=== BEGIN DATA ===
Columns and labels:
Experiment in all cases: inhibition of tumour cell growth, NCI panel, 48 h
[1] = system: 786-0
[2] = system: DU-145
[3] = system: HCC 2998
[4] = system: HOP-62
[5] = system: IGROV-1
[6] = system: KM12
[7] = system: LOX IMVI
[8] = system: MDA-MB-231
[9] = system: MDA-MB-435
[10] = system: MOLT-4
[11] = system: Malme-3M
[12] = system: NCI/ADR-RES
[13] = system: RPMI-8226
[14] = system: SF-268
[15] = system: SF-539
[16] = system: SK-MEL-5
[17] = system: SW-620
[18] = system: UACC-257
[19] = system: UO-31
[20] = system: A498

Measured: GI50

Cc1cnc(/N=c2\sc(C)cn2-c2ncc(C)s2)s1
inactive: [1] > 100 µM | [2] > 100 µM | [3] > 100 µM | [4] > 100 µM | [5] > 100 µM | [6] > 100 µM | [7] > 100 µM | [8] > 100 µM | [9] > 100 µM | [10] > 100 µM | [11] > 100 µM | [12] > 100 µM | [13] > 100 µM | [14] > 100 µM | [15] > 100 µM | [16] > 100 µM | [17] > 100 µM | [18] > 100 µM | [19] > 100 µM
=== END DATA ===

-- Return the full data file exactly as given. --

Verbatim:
Columns and labels:
Experiment in all cases: inhibition of tumour cell growth, NCI panel, 48 h
[1] = system: 786-0
[2] = system: DU-145
[3] = system: HCC 2998
[4] = system: HOP-62
[5] = system: IGROV-1
[6] = system: KM12
[7] = system: LOX IMVI
[8] = system: MDA-MB-231
[9] = system: MDA-MB-435
[10] = system: MOLT-4
[11] = system: Malme-3M
[12] = system: NCI/ADR-RES
[13] = system: RPMI-8226
[14] = system: SF-268
[15] = system: SF-539
[16] = system: SK-MEL-5
[17] = system: SW-620
[18] = system: UACC-257
[19] = system: UO-31
[20] = system: A498

Measured: GI50

Cc1cnc(/N=c2\sc(C)cn2-c2ncc(C)s2)s1
inactive: [1] > 100 µM | [2] > 100 µM | [3] > 100 µM | [4] > 100 µM | [5] > 100 µM | [6] > 100 µM | [7] > 100 µM | [8] > 100 µM | [9] > 100 µM | [10] > 100 µM | [11] > 100 µM | [12] > 100 µM | [13] > 100 µM | [14] > 100 µM | [15] > 100 µM | [16] > 100 µM | [17] > 100 µM | [18] > 100 µM | [19] > 100 µM